Just because you and your fiancé are genuinely in love with each other doesn’t mean everything between you is a-okay. Quite the contrary, in fact. Once you get engaged, fights can become a little too frequent. Not only because you’ve jumped into a deeper level of relationship wherein you talk more freely about money, religion, and perhaps parenting styles, but also because of the busy, restless reality you have now, which is, wedding planning. It’s inevitable to disagree on things, fight over color palettes and seating arrangement charts, precisely because you and your partner are two different people. So this whole thing isn’t so much about having the same tastes and preferences, but more on working through differences. How do you do that? Here are some strategies to follow:
Prioritize, prioritize, prioritize.
A lot of disagreements can easily be prevented when you have a master list of priorities. If you both know that great, delicious food is your top must-have, and thus will take up a considerable chunk in your budget, then it’s easy to tell your fiancé later that a grand orchestra as your entertainment can’t make the cut (the budget cut, specifically). In fact, you may not need to go through that long message of reminding, because they themselves already know that it’s not going to pass. That’s one fight put down before it even pops up, right? Plus, in this approach, you get to stick to your budget through and through. It’s a win-win situation, really. No disagreements. No debts. So before you go through details, sit down and discuss your priorities first.
Find a third-party resource.
Disagreements may seem like a negative thing, but if you look at it closely, it actually comes from a place of good intention: you want your wedding to look, feel, and be perfect. The thing is, your idea of ‘perfect’ may only come from Pinterest boards or the four to six weddings you’ve attended this year. If you really want to resolve this ‘good’ dilemma and know what’s ‘perfect’ for you, bring in people who have seen it all: an experienced wedding coordinator. Denver-based agencies have such professionals. They worked with so many vendors already in the past, went through the same struggles you’re facing perhaps a hundred times, that knowing and achieving what’s right for wedding ceremonies have become second nature to them already. These are the people you should be consulting with.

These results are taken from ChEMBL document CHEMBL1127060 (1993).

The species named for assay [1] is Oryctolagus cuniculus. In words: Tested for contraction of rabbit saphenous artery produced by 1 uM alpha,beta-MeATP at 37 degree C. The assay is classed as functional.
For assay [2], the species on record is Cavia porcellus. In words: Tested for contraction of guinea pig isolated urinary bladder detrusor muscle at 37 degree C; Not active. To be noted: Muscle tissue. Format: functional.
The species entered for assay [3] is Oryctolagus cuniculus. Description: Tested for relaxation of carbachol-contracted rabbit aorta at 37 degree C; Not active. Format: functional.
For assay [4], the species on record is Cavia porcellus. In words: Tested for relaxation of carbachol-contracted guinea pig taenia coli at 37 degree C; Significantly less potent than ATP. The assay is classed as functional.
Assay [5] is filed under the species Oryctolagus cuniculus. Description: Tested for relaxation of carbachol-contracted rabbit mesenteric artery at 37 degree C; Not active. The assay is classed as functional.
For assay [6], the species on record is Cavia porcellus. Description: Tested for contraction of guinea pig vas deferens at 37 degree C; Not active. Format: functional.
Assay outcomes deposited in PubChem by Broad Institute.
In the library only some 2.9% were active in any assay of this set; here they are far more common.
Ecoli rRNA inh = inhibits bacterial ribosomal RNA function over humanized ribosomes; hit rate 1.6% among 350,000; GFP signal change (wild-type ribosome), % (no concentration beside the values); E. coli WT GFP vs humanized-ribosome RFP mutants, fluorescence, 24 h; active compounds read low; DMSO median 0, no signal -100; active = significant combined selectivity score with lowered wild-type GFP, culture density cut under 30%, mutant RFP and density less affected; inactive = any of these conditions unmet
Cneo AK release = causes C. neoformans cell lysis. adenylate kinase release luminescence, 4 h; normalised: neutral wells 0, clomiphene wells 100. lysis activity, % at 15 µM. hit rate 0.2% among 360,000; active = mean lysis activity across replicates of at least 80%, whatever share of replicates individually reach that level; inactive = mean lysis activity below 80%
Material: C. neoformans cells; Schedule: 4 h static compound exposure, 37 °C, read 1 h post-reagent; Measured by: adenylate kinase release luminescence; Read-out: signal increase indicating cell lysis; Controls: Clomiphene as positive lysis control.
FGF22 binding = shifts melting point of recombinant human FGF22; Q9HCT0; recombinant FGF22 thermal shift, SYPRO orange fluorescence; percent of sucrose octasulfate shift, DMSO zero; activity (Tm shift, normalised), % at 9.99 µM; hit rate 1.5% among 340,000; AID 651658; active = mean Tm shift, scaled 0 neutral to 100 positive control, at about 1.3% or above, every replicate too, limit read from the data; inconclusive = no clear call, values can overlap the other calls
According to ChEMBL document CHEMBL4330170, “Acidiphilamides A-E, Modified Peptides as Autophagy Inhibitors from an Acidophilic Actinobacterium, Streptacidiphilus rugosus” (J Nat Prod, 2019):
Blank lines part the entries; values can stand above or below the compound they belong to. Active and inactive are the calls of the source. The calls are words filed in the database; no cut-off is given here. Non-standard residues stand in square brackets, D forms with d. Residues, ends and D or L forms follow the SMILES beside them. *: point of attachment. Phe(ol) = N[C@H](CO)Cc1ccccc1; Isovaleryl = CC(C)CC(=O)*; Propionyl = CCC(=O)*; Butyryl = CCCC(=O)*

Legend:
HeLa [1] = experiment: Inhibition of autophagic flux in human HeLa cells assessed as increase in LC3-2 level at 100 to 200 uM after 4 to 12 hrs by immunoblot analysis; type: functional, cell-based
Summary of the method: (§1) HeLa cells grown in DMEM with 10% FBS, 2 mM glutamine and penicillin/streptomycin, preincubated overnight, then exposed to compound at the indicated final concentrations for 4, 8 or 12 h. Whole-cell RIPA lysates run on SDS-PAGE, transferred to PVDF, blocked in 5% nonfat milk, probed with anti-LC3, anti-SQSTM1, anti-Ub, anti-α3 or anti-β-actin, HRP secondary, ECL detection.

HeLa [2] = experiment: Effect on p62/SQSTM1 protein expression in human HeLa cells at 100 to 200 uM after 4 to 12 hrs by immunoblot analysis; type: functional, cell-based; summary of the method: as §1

Let some things go.
When you fight, do this habit of taking a brief pause and knowing if the disagreement is worth the energy and time. If what you’re bickering about is something that won’t bother you years from now, let it go. If the thought of this aunt sitting with this aunt will make you sleepless, then make your case against the proposed seating arrangement. If you’re at the receiving end of a ‘case’, listen, be patient, and empathize. The principle is, choose your battles and be kind when disagreeing. If it’s possible to avoid the battle altogether, do it. Don’t lose your soon-to-be-spouse while winning an argument.
Wedding Planning Fights
Think of your wedding planning as a crash course for marriage. You will encounter more disagreements down the road, so learn to work through them as early as now. All the best!